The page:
Airport News - Dec/Jan 2010

World’s airports launch new safety initiative

13th Dec 2010


The Airports Council International (ACI), which represents over 1,630 airports in 179 countries around the world, has launched a new safety initiative designed to ensure that airports contribute proactively to the demands of a safe and secure air-transport system.

The Airport Excellence (APEX) in Safety initiative, which was launched at the association’s recent general assembly in Bermuda, is a multi-pronged programme designed to unite all regions in a proactive global safety improvement. The initiative will focus on a management-systems approach to safety improvement, and in particular on runway-safety improvements.

The programme, developed in consultation with stakeholders, including ACI members and the International Civil Aviation Organisation (ICAO), will be tested through pilot programmes involving each of the five geographic regions. ACI says the objective of APEX in Safety is to ensure that all airports have the necessary knowledge, management structures and assistance they need to implement international safety standards and meet audit requirements.

“There is a compelling case for change and action,” says Ad Rutten, chief executive officer of Amsterdam Schiphol Airport. “ICAO findings, from the audits they have performed in recent years, show that 58 percent of audited states have not established procedures for aerodrome certification [and] 69 percent of audited states have not established a runway-safety programme.”

“According to the Flight Safety Foundation, 30 percent of major damage accidents that occurred between 1995 through to 2008 were runway-related,” he adds.

Airports prepare for aviation upturn

Airports around the world are investing in information technology (IT) infrastructure in anticipation of rising passenger numbers, according to SITA’s latest annual Airport IT Trends Survey.

Airports in the Asia-Pacific region are leading the investment, along with the Middle East and Africa. Investment as a percentage of revenue rose to 3.6 percent in 2009, with 78 percent of airports expecting budgets to remain the same or increase in 2011, as they strive for greater efficiency and cost reductions.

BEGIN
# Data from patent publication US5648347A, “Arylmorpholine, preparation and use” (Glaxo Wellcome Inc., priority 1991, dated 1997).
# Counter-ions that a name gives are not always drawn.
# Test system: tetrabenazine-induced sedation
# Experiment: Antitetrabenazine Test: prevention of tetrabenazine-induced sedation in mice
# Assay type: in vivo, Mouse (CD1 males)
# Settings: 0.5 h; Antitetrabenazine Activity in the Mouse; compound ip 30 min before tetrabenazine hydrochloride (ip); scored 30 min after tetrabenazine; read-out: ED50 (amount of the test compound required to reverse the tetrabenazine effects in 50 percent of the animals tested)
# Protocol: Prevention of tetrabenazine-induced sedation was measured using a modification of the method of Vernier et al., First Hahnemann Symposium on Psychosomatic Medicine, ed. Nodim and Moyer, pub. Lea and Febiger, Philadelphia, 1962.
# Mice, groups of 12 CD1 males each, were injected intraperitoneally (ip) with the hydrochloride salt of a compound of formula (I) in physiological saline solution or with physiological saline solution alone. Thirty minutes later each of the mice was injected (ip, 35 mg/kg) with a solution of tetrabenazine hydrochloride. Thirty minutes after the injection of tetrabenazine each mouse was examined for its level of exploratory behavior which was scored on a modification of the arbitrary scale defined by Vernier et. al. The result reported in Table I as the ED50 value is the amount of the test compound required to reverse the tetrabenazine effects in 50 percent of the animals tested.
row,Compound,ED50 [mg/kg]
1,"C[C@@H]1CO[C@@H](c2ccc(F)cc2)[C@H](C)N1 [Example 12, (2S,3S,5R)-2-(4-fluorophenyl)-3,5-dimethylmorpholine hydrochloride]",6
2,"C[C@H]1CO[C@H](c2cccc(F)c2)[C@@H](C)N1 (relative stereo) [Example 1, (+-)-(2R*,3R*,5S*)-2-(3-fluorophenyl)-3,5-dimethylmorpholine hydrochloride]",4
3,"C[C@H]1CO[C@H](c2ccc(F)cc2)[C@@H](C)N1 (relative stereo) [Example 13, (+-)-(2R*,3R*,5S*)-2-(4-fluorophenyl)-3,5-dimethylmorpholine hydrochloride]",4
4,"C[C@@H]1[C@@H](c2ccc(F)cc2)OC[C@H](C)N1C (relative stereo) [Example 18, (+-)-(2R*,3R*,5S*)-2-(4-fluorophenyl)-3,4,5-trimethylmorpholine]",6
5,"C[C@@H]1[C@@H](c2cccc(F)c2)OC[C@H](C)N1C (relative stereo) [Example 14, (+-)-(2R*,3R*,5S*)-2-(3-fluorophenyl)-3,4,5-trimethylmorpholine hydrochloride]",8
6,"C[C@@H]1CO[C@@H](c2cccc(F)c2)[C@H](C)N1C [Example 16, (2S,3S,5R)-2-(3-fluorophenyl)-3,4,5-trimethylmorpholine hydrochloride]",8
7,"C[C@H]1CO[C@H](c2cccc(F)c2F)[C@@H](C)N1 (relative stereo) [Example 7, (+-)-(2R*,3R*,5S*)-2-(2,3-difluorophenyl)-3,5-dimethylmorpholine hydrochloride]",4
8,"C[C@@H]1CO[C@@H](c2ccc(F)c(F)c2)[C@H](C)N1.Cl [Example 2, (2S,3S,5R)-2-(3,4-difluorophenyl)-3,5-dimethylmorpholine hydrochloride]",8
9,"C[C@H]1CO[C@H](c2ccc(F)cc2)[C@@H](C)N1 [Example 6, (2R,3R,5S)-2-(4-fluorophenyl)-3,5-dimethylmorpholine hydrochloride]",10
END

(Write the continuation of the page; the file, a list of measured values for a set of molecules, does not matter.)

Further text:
The survey, based on responses from 128 airport operators, found that reducing the cost of business was the top driver, followed by improving customer service. Upgrades to network infrastructure with virtualisation and VoIP were top of the list of IT investment.

Passenger self-service has come of age, the survey found, with 60 percent of respondents already having implemented kiosks for check-in. New services such as bag tag printing, flight transfers and passport scanning are also on the cards for passenger self-service in the future for many airports. Airports are also starting to use self boarding e-gates to automate the processing of passengers at boarding and security checkpoints.

About 30 percent of airports in the survey are already using social media channels and more than half are planning to use these to communicate with passengers. There is strong interest in the implementation of Shared Airport Operations Centres, which provide stakeholders with access to integrated data and real-time communications, the survey found.

In brief

SINGAPORE’S CHANGI Airport Group (CAG) has signed a co-operation agreement with Germany’s Munich Airport, designed to increase collaboration between two of the world’s major transportation hubs. The deal includes a management exchange programme, whereby managers from each airport get to see the processes and structures of the partner airport for themselves. The two airport heads will meet at least once a year to co-ordinate joint projects. The two airports are currently connected by 28 weekly flights operated by Lufthansa and Singapore Airlines. CAG has also signed a deal with Henan Civil Aviation Department and Construction Committee to develop connectivity between Singapore and cities in the Chinese province, primarily Zhengzhou. The partners will work towards establishing direct flights, support airlines and promote the routes once they are established.

SYDNEY AIRPORT has been named Australia’s Capital City Airport of the Year by the Australian Airports Association. The award follows the completion of a number of major projects at the airport, including the expansion and upgrade of the international terminal and construction of the A$100 million (US$96.25 million) runway safety area at the western end of the east-west runway. The projects are part of A$1.7 billion invested by the airport since 2002. A further A$1 billion in capital expenditure is planned over the next five years. The airport is on track to handle more than 35 million passengers this year.

ARINC HAS launched a suite of advanced passenger technologies at the new five-storey international terminal at Tokyo’s Haneda Airport. Opening of the new terminal allows Haneda to share international flights with Tokyo’s Narita International Airport. ARINC has supplied more than 200 passenger check-in and departure workstations, the vMUSE common-use passenger technology, 40 common-use passenger kiosks using SelfServ technology and the BagLink baggage messaging system. The new international terminal boosts the airport’s annual capacity to 90 million passengers.

Asian Aviation at a glance